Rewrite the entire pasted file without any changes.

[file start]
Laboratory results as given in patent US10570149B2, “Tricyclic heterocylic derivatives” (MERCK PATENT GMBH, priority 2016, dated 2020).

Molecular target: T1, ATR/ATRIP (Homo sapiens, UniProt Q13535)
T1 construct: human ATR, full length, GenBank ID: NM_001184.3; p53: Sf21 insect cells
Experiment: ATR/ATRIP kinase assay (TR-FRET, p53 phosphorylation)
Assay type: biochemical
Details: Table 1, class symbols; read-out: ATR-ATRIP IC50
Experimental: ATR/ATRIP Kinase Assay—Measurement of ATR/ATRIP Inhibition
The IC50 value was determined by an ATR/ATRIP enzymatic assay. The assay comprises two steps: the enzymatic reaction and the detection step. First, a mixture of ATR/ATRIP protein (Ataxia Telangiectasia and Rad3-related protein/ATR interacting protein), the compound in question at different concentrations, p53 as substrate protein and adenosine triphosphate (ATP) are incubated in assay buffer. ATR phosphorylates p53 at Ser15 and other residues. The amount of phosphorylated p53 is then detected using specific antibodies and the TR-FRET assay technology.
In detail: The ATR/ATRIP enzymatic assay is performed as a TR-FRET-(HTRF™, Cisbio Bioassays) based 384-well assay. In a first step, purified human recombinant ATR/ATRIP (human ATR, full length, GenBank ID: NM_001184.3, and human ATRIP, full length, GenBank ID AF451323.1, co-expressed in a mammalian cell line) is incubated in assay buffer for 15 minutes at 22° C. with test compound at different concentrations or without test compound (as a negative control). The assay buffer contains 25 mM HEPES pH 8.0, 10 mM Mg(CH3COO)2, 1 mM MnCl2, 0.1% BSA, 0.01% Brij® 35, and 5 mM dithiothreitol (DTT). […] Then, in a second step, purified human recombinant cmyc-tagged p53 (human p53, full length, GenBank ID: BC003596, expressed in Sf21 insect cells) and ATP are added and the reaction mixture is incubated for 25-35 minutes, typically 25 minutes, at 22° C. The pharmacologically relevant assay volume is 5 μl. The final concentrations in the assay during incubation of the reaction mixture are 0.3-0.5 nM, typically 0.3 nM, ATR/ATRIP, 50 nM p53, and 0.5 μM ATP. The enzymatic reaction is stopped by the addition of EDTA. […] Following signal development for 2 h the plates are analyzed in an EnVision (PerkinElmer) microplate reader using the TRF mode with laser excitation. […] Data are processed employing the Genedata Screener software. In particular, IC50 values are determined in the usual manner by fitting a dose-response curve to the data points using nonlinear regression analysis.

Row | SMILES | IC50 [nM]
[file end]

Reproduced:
Laboratory results as given in patent US10570149B2, “Tricyclic heterocylic derivatives” (MERCK PATENT GMBH, priority 2016, dated 2020).

Molecular target: T1, ATR/ATRIP (Homo sapiens, UniProt Q13535)
T1 construct: human ATR, full length, GenBank ID: NM_001184.3; p53: Sf21 insect cells
Experiment: ATR/ATRIP kinase assay (TR-FRET, p53 phosphorylation)
Assay type: biochemical
Details: Table 1, class symbols; read-out: ATR-ATRIP IC50
Experimental: ATR/ATRIP Kinase Assay—Measurement of ATR/ATRIP Inhibition
The IC50 value was determined by an ATR/ATRIP enzymatic assay. The assay comprises two steps: the enzymatic reaction and the detection step. First, a mixture of ATR/ATRIP protein (Ataxia Telangiectasia and Rad3-related protein/ATR interacting protein), the compound in question at different concentrations, p53 as substrate protein and adenosine triphosphate (ATP) are incubated in assay buffer. ATR phosphorylates p53 at Ser15 and other residues. The amount of phosphorylated p53 is then detected using specific antibodies and the TR-FRET assay technology.
In detail: The ATR/ATRIP enzymatic assay is performed as a TR-FRET-(HTRF™, Cisbio Bioassays) based 384-well assay. In a first step, purified human recombinant ATR/ATRIP (human ATR, full length, GenBank ID: NM_001184.3, and human ATRIP, full length, GenBank ID AF451323.1, co-expressed in a mammalian cell line) is incubated in assay buffer for 15 minutes at 22° C. with test compound at different concentrations or without test compound (as a negative control). The assay buffer contains 25 mM HEPES pH 8.0, 10 mM Mg(CH3COO)2, 1 mM MnCl2, 0.1% BSA, 0.01% Brij® 35, and 5 mM dithiothreitol (DTT). […] Then, in a second step, purified human recombinant cmyc-tagged p53 (human p53, full length, GenBank ID: BC003596, expressed in Sf21 insect cells) and ATP are added and the reaction mixture is incubated for 25-35 minutes, typically 25 minutes, at 22° C. The pharmacologically relevant assay volume is 5 μl. The final concentrations in the assay during incubation of the reaction mixture are 0.3-0.5 nM, typically 0.3 nM, ATR/ATRIP, 50 nM p53, and 0.5 μM ATP. The enzymatic reaction is stopped by the addition of EDTA. […] Following signal development for 2 h the plates are analyzed in an EnVision (PerkinElmer) microplate reader using the TRF mode with laser excitation. […] Data are processed employing the Genedata Screener software. In particular, IC50 values are determined in the usual manner by fitting a dose-response curve to the data points using nonlinear regression analysis.

Row | SMILES | IC50 [nM]